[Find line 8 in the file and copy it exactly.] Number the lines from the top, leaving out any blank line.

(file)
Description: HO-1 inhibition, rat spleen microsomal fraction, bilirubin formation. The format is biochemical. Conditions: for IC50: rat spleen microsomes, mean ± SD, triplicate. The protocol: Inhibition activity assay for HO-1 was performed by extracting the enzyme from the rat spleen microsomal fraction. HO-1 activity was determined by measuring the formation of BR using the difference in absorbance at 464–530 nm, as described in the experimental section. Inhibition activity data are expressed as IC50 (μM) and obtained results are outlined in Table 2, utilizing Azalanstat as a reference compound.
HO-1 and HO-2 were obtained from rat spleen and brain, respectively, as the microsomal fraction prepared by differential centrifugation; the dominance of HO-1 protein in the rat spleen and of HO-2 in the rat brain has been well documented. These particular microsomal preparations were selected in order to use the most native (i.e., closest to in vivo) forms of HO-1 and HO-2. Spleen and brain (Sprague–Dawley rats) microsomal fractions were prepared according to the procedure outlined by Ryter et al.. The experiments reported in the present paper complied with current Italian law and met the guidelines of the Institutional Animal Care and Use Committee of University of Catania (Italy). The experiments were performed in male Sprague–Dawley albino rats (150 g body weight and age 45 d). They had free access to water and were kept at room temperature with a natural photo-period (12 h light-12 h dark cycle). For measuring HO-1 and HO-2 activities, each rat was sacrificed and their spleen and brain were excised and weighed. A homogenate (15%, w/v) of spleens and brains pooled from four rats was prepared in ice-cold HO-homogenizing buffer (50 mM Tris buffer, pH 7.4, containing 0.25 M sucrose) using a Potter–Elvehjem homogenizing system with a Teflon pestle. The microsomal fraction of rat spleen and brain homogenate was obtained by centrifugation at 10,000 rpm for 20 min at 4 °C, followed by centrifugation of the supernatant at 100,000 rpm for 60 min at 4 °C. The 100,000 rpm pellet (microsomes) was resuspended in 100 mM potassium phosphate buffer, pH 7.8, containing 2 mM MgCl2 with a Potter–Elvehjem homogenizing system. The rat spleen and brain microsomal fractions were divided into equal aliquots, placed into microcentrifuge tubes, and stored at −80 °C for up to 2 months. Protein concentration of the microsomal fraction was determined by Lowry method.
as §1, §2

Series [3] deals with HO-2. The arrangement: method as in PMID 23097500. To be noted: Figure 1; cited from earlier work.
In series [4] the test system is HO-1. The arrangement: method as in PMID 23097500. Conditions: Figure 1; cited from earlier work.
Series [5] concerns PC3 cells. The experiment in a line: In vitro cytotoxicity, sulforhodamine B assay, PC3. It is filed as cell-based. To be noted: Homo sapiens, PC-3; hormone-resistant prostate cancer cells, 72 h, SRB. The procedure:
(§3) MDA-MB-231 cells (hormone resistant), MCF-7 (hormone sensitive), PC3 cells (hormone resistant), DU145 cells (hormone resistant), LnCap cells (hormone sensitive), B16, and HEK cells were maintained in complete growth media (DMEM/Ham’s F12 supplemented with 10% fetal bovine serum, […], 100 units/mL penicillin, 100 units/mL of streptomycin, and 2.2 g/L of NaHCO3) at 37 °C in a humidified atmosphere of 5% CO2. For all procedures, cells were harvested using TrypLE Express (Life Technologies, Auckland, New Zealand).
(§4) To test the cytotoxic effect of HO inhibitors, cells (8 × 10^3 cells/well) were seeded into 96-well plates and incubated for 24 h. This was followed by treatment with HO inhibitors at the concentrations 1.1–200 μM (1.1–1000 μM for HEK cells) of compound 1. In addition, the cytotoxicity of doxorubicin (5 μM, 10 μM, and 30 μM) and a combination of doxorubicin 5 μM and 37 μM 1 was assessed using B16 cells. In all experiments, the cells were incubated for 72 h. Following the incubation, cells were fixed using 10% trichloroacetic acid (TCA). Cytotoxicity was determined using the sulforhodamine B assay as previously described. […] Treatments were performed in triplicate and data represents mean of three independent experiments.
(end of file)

(§4) To test the cytotoxic effect of HO inhibitors, cells (8 × 10^3 cells/well) were seeded into 96-well plates and incubated for 24 h. This was followed by treatment with HO inhibitors at the concentrations 1.1–200 μM (1.1–1000 μM for HEK cells) of compound 1. In addition, the cytotoxicity of doxorubicin (5 μM, 10 μM, and 30 μM) and a combination of doxorubicin 5 μM and 37 μM 1 was assessed using B16 cells. In all experiments, the cells were incubated for 72 h. Following the incubation, cells were fixed using 10% trichloroacetic acid (TCA). Cytotoxicity was determined using the sulforhodamine B assay as previously described. […] Treatments were performed in triplicate and data represents mean of three independent experiments.